Women in Print Workshop

More than 40 women attended the ‘Women in Print’ workshop, featuring professional speaker and trainer Bernadette Schwedt last week in Perth. The breakfast event was attended by women from printing businesses, media, graphic designers and freelancers.

Bernadette was confident and comfortable as she took the center stage and started her workshop on ‘Presenting for Influence’.  Her energy was infectious and, in a matter of seconds, she had us all listening. Activities, exercises, tips, tricks, humor – we didn’t realize the workshop was for a good hour, yet we wanted more.

The workshop covered numerous aspects of presentation including -

  • Importance of research before preparing the presentation
  • How should a presentation be structured
  • How important the first few seconds can be – you can either lose or win the audience in those first few seconds
  • Opening lines and statements – examples, how to use them; we were also asked to prepare our own opening statements
  • Interacting with the audience – what questions to ask to keep them engaged, how to get the audience interested in what you have to say
  • Telling a story through the presentation

Of particular interest (for me) was storytelling through the presentation. Bernadette reiterated that ‘stories connect, facts don’t’, which is what I strive to do when preparing any presentation and encourage clients to do as well. She gave us a six step story structure that would help create a well-rounded story. As an activity, we were asked to volunteer – tell a story (real-life) in front of the audience. Two of us volunteered and we spoke about our career changes and how far we’ve come in our respective positions. We won a book from Bernadette for the story and for the courage to speak up as well – Secrets of online entrepreneurs.

I walked back from the workshop feeling wonderful for having shared my story and won a book and feeling thankful for Perth Media for having given the opportunity to attend the workshop.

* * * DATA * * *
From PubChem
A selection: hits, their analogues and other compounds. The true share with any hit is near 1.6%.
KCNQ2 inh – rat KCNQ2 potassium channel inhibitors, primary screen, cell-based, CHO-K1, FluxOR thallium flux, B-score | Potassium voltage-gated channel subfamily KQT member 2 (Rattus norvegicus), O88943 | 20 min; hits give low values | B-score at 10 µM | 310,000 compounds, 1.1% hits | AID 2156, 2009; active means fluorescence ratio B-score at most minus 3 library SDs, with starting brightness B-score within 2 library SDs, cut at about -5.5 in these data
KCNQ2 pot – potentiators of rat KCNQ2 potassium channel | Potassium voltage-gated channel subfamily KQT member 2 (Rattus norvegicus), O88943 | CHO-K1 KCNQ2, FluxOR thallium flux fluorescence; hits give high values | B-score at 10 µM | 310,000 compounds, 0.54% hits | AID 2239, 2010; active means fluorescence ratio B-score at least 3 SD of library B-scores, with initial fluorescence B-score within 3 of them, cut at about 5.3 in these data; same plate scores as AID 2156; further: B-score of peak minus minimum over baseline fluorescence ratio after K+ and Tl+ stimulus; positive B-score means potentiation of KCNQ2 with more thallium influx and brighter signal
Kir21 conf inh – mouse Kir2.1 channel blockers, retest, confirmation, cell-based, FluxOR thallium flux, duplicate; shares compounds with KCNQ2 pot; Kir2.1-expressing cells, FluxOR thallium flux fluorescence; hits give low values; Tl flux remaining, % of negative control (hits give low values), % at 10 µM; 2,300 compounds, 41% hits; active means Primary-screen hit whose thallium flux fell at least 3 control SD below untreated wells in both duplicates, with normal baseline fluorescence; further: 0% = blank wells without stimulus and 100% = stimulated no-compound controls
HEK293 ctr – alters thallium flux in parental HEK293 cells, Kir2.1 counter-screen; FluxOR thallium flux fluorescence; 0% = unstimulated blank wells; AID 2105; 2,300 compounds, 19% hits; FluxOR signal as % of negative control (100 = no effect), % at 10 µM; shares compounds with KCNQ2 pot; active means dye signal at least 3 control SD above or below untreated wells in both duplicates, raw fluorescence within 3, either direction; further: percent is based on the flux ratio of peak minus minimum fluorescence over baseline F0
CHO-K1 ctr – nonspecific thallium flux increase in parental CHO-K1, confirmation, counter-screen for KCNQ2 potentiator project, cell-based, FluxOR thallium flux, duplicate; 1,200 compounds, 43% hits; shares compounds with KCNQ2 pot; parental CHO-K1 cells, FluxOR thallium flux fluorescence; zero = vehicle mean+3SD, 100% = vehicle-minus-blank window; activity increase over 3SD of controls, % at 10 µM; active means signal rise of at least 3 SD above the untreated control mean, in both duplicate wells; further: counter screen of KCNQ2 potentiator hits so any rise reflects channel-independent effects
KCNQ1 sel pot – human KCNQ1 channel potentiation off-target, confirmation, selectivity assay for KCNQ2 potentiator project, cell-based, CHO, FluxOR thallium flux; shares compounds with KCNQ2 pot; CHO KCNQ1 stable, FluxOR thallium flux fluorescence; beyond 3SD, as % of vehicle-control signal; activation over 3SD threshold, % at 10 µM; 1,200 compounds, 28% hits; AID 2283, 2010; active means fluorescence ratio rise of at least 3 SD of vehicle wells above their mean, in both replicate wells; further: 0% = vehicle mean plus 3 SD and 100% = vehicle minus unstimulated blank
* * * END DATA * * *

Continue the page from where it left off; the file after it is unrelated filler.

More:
By Perth Media Creative & Digital Consultant Andal Shreedaran

WIP 2017 Invitation_front.jpg

Perth Media Valued Contractors' Seminar 2017

From left: Perth Media Creative & Digital consultant Andal Shreedaran, transcription expert Janine Precious Taylor, our bookkeeper Jackie Roufail, and Red Head Communications cultural awareness expert Tanya Finnie who was a special guest.

From left: Perth Media Creative & Digital consultant Andal Shreedaran, transcription expert Janine Precious Taylor, our bookkeeper Jackie Roufail, and Red Head Communications cultural awareness expert Tanya Finnie who was a special guest.

Really great day yesterday at the annual Perth Media Valued Contractors' Seminar. Here is a picture of the best looking of those who attended! Perth Media Creative consultant Andal Shreedaran presented on the Future of Content Research, transcription expert Janine Taylor shared some of her international projects, our bookkeeper Jackie Roufail, of Jackstar Bookkeeping, had some great work-life stories and Red Head Communications cultural awareness expert Tanya Finnie was an excellent special guest. Thanks also to business coach and film producer Josh Horneman, supporter Patrick Horneman (Media Super), film maker Courtney Waller, graphic design student Nic Van Straalen, student Jack Jones, editor Torrance Mendez, and Matt Seeds, of Inspired IT. Thanks for taking the time on a busy Monday. Perth Media appreciates all of you, your work is first class, and impact substantial.

- Cate Rocchi

Classical St George's Concert Strikes a Chord with Sally and Family

I wouldn’t class myself as your average classical concert goer. Yes, I played the violin at senior school but that was 30 years ago. I’ve even been to the Royal Albert Hall in London for the Proms, but the ticket was a present from my widowed father who was looking for someone to accompany him.

But now in middle age – with children a little older and a bit more time on my hands – I was keen to explore classical music a little further to discover whether I would find a concert an uplifting and enriching experience.  What’s more I wanted to see if my 16-year-old daughter would appreciate some of music’s finest classical pieces.

Cathedral backdrop

The second of the 2017 St George’s Concert series featured the West Australian Symphony Orchestra Concertmaster - the world-class violinist, Laurence Jackson, and internationally-acclaimed organist and choral conductor, Joseph Nolan.   Four concerts are being staged this year.  The setting was the magnificent St George’s Cathedral, which is 130 years old and has high arches with beautiful stained-glass windows. As we took our seats, we were told to refrain from coughing and paper shuffling as the event was being recorded by the ABC for broadcast on 97.7 Classic FM.

The concert

The concert featured eight pieces, all very different in style and rhythm.  The Chaconne in D Minor by Bach was extremely challenging for any experienced violinist.  It’s a long solo piece, but the audience, myself included were captivated. It was dramatic and striking and we were left in awe of Laurence Jackson’s talent.

Beethoven’s Sonata number 5 for the piano and violin is also known as the Spring Sonata and is noted as being one of his most finest. The performance made full advantage of the power and range of the instruments.  Pianist Joseph Nolan impressed me with his intricate finger work.